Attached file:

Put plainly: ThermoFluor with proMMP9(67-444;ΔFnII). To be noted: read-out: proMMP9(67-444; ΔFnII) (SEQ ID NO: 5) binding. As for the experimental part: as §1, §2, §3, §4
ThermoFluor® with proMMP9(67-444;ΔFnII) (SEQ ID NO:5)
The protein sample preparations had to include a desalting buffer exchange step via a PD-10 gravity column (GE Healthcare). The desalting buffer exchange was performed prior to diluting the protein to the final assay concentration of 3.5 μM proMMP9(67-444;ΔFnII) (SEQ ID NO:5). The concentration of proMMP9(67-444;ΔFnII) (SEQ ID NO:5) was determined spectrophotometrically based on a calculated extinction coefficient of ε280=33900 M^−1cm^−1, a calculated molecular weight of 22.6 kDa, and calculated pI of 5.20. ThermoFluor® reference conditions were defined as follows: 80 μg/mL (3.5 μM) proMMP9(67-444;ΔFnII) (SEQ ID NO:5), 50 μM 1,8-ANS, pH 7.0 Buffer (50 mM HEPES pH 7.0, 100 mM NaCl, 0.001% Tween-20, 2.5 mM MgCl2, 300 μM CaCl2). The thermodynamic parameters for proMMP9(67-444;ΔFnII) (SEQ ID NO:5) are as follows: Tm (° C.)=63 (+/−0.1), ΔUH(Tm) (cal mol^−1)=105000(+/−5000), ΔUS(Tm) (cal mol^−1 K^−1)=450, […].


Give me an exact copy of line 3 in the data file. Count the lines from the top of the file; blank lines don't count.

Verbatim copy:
The protein sample preparations had to include a desalting buffer exchange step via a PD-10 gravity column (GE Healthcare). The desalting buffer exchange was performed prior to diluting the protein to the final assay concentration of 3.5 μM proMMP9(67-444;ΔFnII) (SEQ ID NO:5). The concentration of proMMP9(67-444;ΔFnII) (SEQ ID NO:5) was determined spectrophotometrically based on a calculated extinction coefficient of ε280=33900 M^−1cm^−1, a calculated molecular weight of 22.6 kDa, and calculated pI of 5.20. ThermoFluor® reference conditions were defined as follows: 80 μg/mL (3.5 μM) proMMP9(67-444;ΔFnII) (SEQ ID NO:5), 50 μM 1,8-ANS, pH 7.0 Buffer (50 mM HEPES pH 7.0, 100 mM NaCl, 0.001% Tween-20, 2.5 mM MgCl2, 300 μM CaCl2). The thermodynamic parameters for proMMP9(67-444;ΔFnII) (SEQ ID NO:5) are as follows: Tm (° C.)=63 (+/−0.1), ΔUH(Tm) (cal mol^−1)=105000(+/−5000), ΔUS(Tm) (cal mol^−1 K^−1)=450, […].